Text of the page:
Shares of SandRidge Energy (NYSE:SD) were on fire today, popping 12.7% by 1:15 p.m. EDT to hit a new 52-week high price of $8.25 a share. The independent oil and gas producer stunned the market with strong second-quarter numbers and an updated 2021 guidance. Importantly, it restarted an unexpectedly large number of wells that were shut after last year’s oil price crash, fueling hopes of better days ahead for the company.
SandRidge Energy brought 49 shut-in wells online during Q2. That helped it sequentially boost production to 19,000 barrels of oil equivalent (BOE) per day from 17,500 BOE in the first quarter. Although its production was still considerably lower year over year as demand for oil is yet to hit pre-pandemic levels, the restart of so many wells confirms a recovery in demand.
SandRidge Energy’s Q2 revenue, though, more than doubled year over year to $34.2 million thanks to substantially higher average realized prices for oil, natural gas, and natural gas liquids.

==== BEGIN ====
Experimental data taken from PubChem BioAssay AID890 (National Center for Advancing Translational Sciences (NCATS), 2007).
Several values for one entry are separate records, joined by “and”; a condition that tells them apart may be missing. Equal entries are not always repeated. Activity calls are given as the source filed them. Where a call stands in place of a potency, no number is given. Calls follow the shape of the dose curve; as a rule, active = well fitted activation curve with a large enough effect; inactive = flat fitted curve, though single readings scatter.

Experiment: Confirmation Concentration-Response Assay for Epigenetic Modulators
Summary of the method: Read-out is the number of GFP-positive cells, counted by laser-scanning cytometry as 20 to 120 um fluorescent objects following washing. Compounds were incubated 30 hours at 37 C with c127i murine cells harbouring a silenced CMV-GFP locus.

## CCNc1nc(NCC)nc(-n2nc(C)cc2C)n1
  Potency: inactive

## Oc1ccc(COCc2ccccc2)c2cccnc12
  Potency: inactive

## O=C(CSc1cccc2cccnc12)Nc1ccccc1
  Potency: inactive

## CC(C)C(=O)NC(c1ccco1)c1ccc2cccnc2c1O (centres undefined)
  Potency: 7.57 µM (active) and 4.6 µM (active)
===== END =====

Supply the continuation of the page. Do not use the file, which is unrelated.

Even better, SandRidge Energy earned a net income of $16.3 million in the quarter versus a net loss of $215.8 million in Q2 2020. To be fair, a massive one-time impairment charge drove the company’s losses higher last year, but SandRidge Energy earned strong profits this time around even on an adjusted basis.
With $33 million in cash from operations and nearly $88 million in cash and cash equivalents, SandRidge Energy management decided it was time to boost shareholder returns and so announced a share-repurchase program worth up to $25 million.
Having restarted several wells, SandRidge now expects to produce 5.8 million to 7.1 million BOE this year, or nearly 17% higher than its previous guidance at the midpoint. Although the company also upped its capital expenditure budget for the year, it should still be able to grow profits and generate strong cash flows for two key reasons: rising production and higher commodity prices.
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SandRidge Energy, in fact, does not have any hedges, which means its profits could grow exponentially (provided it can keep its costs low) in a rising oil-and-gas price environment. That might renew investor interest in this oil and gas stock that’s been craving some love since it emerged from bankruptcy in 2016.
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